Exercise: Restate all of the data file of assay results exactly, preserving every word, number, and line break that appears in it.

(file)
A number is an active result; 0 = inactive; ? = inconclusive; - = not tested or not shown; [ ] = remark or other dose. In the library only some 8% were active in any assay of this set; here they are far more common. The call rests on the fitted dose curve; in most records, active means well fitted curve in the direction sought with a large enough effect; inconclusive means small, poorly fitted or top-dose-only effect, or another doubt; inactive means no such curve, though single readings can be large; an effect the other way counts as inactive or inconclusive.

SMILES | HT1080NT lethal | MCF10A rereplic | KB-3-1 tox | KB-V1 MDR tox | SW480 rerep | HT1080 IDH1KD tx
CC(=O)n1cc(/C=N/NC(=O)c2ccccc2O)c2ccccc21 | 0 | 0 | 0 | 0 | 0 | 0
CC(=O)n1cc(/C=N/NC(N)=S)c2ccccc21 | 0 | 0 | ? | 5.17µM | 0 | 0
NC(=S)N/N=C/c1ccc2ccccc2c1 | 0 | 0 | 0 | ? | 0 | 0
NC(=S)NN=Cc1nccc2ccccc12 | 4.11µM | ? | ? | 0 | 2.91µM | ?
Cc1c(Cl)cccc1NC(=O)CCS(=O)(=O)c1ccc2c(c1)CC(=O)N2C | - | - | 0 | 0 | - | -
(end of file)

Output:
A number is an active result; 0 = inactive; ? = inconclusive; - = not tested or not shown; [ ] = remark or other dose. In the library only some 8% were active in any assay of this set; here they are far more common. The call rests on the fitted dose curve; in most records, active means well fitted curve in the direction sought with a large enough effect; inconclusive means small, poorly fitted or top-dose-only effect, or another doubt; inactive means no such curve, though single readings can be large; an effect the other way counts as inactive or inconclusive.

SMILES | HT1080NT lethal | MCF10A rereplic | KB-3-1 tox | KB-V1 MDR tox | SW480 rerep | HT1080 IDH1KD tx
CC(=O)n1cc(/C=N/NC(=O)c2ccccc2O)c2ccccc21 | 0 | 0 | 0 | 0 | 0 | 0
CC(=O)n1cc(/C=N/NC(N)=S)c2ccccc21 | 0 | 0 | ? | 5.17µM | 0 | 0
NC(=S)N/N=C/c1ccc2ccccc2c1 | 0 | 0 | 0 | ? | 0 | 0
NC(=S)NN=Cc1nccc2ccccc12 | 4.11µM | ? | ? | 0 | 2.91µM | ?
Cc1c(Cl)cccc1NC(=O)CCS(=O)(=O)c1ccc2c(c1)CC(=O)N2C | - | - | 0 | 0 | - | -